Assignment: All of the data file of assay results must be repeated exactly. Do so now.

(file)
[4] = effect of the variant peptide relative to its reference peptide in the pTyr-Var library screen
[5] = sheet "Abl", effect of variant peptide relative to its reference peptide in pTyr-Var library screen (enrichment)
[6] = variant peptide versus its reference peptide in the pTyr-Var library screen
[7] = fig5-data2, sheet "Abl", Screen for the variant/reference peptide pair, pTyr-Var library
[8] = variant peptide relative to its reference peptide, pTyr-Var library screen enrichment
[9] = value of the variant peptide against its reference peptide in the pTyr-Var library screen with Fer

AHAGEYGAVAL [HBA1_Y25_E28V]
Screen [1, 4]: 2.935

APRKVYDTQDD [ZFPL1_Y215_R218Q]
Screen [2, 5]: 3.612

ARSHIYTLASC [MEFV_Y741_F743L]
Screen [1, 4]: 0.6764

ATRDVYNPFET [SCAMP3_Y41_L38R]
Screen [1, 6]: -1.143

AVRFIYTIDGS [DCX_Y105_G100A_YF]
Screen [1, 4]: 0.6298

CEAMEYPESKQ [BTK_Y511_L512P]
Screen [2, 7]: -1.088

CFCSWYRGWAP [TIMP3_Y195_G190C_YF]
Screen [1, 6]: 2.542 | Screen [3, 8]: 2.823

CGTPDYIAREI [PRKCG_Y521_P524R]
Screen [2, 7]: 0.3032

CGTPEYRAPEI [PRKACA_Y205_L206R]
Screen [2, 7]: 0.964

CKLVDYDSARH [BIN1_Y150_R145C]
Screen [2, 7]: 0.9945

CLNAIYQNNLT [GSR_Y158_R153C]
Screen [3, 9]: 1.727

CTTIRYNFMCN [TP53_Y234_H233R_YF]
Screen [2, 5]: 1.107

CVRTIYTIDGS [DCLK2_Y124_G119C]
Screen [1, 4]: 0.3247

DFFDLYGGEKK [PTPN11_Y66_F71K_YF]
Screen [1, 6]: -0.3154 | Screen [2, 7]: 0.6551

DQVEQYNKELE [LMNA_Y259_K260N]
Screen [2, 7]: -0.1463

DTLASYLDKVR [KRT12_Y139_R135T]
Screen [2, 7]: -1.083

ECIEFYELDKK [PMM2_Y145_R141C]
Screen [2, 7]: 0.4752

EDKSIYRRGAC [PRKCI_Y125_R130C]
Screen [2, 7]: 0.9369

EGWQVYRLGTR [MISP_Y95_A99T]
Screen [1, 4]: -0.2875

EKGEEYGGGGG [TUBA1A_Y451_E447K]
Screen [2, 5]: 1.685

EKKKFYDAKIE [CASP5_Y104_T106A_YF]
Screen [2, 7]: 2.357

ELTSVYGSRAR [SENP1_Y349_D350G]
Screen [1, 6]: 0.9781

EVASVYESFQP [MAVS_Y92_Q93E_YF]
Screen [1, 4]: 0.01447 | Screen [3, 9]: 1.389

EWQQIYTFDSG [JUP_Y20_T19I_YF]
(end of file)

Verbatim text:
[4] = effect of the variant peptide relative to its reference peptide in the pTyr-Var library screen
[5] = sheet "Abl", effect of variant peptide relative to its reference peptide in pTyr-Var library screen (enrichment)
[6] = variant peptide versus its reference peptide in the pTyr-Var library screen
[7] = fig5-data2, sheet "Abl", Screen for the variant/reference peptide pair, pTyr-Var library
[8] = variant peptide relative to its reference peptide, pTyr-Var library screen enrichment
[9] = value of the variant peptide against its reference peptide in the pTyr-Var library screen with Fer

AHAGEYGAVAL [HBA1_Y25_E28V]
Screen [1, 4]: 2.935

APRKVYDTQDD [ZFPL1_Y215_R218Q]
Screen [2, 5]: 3.612

ARSHIYTLASC [MEFV_Y741_F743L]
Screen [1, 4]: 0.6764

ATRDVYNPFET [SCAMP3_Y41_L38R]
Screen [1, 6]: -1.143

AVRFIYTIDGS [DCX_Y105_G100A_YF]
Screen [1, 4]: 0.6298

CEAMEYPESKQ [BTK_Y511_L512P]
Screen [2, 7]: -1.088

CFCSWYRGWAP [TIMP3_Y195_G190C_YF]
Screen [1, 6]: 2.542 | Screen [3, 8]: 2.823

CGTPDYIAREI [PRKCG_Y521_P524R]
Screen [2, 7]: 0.3032

CGTPEYRAPEI [PRKACA_Y205_L206R]
Screen [2, 7]: 0.964

CKLVDYDSARH [BIN1_Y150_R145C]
Screen [2, 7]: 0.9945

CLNAIYQNNLT [GSR_Y158_R153C]
Screen [3, 9]: 1.727

CTTIRYNFMCN [TP53_Y234_H233R_YF]
Screen [2, 5]: 1.107

CVRTIYTIDGS [DCLK2_Y124_G119C]
Screen [1, 4]: 0.3247

DFFDLYGGEKK [PTPN11_Y66_F71K_YF]
Screen [1, 6]: -0.3154 | Screen [2, 7]: 0.6551

DQVEQYNKELE [LMNA_Y259_K260N]
Screen [2, 7]: -0.1463

DTLASYLDKVR [KRT12_Y139_R135T]
Screen [2, 7]: -1.083

ECIEFYELDKK [PMM2_Y145_R141C]
Screen [2, 7]: 0.4752

EDKSIYRRGAC [PRKCI_Y125_R130C]
Screen [2, 7]: 0.9369

EGWQVYRLGTR [MISP_Y95_A99T]
Screen [1, 4]: -0.2875

EKGEEYGGGGG [TUBA1A_Y451_E447K]
Screen [2, 5]: 1.685

EKKKFYDAKIE [CASP5_Y104_T106A_YF]
Screen [2, 7]: 2.357

ELTSVYGSRAR [SENP1_Y349_D350G]
Screen [1, 6]: 0.9781

EVASVYESFQP [MAVS_Y92_Q93E_YF]
Screen [1, 4]: 0.01447 | Screen [3, 9]: 1.389

EWQQIYTFDSG [JUP_Y20_T19I_YF]